Telemedicine: Telemedicine is a rapidly developing application of clinical medicine where medical information is transferred via telephone, the Internet or other networks for the purpose of consulting, and sometimes remote medical procedures or examinations. Telemedicine may be as simple as two health professionals discussing a case over the telephone, or as complex as using satellite technology and video-conferencing equipment to conduct a real-time consultation between medical specialists in two different countries. Telemedicine generally refers to the use of communications and information technologies for the delivery of clinical care.
UMTS: UMTS stands for universal mobile telecommunication System and constitutes Europe’s implementation of the 3G Telecommunications Systems. These new systems are a significant innovation over 2G and 2.5G systems because of their high operating flexibility, their ability to provide a wide range of applications and generally extend the services now provided to fixed networks users to mobile customers. Contrary to the current GSM systems, UMTS allows for broadband data communication to mobile units, packet-based transmission of text, digitized voice, video, and multimedia, offering a set of services to mobile computer and phone users no matter where they are located in the world.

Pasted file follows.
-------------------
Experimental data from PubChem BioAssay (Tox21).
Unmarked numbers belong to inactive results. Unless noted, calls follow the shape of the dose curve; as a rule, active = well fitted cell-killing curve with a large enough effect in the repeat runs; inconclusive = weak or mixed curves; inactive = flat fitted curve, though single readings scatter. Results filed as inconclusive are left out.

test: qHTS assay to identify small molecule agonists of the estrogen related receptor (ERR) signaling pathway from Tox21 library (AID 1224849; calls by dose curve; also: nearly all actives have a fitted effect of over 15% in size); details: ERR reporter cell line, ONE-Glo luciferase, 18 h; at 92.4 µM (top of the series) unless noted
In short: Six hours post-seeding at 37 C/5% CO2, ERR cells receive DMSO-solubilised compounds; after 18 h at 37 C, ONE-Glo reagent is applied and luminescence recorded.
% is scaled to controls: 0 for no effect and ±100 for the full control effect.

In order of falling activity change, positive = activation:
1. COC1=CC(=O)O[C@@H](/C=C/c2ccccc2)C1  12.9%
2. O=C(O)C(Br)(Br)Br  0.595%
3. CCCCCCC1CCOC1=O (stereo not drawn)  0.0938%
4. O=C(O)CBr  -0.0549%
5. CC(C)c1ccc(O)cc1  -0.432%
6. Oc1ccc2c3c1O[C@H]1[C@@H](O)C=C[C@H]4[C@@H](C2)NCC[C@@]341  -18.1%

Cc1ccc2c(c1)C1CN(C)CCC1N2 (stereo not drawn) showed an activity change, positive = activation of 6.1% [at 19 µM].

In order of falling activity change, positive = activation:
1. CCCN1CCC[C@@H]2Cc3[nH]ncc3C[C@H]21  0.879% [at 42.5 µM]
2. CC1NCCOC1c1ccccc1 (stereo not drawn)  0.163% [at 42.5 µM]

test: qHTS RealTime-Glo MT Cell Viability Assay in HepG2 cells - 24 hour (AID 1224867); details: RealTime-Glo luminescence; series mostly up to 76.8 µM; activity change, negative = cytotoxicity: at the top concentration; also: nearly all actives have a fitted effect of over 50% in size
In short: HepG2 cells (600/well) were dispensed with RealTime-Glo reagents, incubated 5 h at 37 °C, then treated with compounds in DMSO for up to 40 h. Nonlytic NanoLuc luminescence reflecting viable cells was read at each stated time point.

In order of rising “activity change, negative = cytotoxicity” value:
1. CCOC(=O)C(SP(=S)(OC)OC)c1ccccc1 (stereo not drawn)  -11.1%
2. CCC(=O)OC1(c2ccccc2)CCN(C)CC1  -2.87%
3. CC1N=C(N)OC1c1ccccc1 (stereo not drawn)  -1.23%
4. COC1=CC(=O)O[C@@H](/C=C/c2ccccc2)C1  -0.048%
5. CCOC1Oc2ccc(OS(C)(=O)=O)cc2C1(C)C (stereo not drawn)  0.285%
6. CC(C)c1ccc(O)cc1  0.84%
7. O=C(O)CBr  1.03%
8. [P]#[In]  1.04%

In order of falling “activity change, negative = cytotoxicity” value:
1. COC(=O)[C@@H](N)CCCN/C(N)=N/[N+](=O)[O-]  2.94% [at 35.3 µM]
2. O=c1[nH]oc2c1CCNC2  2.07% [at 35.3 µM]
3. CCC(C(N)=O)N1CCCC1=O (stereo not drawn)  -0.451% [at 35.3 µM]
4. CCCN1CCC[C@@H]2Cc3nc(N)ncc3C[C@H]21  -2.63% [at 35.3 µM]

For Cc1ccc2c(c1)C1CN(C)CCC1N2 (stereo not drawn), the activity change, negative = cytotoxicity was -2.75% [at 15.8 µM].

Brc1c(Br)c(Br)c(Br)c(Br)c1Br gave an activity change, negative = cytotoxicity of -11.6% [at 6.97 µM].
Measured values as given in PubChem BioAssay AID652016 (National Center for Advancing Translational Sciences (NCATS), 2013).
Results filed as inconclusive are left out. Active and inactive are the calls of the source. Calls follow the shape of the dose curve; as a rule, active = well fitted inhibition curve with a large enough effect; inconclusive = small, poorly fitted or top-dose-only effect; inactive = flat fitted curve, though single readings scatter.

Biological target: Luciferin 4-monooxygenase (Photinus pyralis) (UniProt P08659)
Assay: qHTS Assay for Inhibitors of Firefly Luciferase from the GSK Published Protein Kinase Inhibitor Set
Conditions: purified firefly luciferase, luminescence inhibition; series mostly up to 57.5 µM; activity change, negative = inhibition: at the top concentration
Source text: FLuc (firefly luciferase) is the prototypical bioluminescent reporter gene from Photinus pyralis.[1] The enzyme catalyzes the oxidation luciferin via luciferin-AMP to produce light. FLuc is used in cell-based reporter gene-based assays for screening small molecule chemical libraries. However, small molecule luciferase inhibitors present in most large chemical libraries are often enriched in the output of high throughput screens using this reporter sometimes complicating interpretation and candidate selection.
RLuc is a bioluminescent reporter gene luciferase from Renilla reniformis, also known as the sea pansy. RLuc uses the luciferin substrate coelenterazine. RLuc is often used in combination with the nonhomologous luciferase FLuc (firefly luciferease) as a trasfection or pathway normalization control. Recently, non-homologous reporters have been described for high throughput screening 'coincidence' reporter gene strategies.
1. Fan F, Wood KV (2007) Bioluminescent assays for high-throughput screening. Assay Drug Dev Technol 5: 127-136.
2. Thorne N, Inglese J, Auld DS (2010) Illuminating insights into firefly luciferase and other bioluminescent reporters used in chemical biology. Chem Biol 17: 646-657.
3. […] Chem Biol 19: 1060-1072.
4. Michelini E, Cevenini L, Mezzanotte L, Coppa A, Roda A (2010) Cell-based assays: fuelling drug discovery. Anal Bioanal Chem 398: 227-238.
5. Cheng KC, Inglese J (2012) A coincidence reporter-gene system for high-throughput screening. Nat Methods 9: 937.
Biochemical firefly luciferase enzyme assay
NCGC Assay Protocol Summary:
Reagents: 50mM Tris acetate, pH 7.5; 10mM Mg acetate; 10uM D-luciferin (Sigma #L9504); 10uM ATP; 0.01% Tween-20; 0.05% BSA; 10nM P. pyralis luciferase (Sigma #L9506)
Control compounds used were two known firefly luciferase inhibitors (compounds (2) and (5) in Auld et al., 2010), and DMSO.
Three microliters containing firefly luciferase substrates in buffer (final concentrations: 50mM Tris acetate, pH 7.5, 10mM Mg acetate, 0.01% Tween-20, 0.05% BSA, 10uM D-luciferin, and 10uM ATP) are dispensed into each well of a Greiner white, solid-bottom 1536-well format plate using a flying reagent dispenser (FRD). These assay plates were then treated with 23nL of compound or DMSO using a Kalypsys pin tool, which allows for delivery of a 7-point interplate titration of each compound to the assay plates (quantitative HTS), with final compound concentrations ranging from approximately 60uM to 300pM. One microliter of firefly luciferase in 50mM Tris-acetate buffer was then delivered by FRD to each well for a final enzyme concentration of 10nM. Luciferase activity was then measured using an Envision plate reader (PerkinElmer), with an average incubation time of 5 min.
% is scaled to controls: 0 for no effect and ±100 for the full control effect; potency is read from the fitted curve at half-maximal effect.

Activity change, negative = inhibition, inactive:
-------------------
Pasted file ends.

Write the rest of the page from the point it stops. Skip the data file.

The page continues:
Cellular Networks: A cellular network is a radio network made up of a number of radio cells (or just cells) each served by a fixed transmitter, known as a cell site or base station. These cells are used to cover different areas in order to provide radio coverage over a wider area than the area of one cell. Cellular networks are inherently asymmetric with a set of fixed main transceivers each serving a cell and a set of distributed (generally, but not always, mobile) transceivers which provide services to the network’s users. Cellular networks offer a number of advantages over alternative solutions like increased capacity, reduced power usage and better coverage.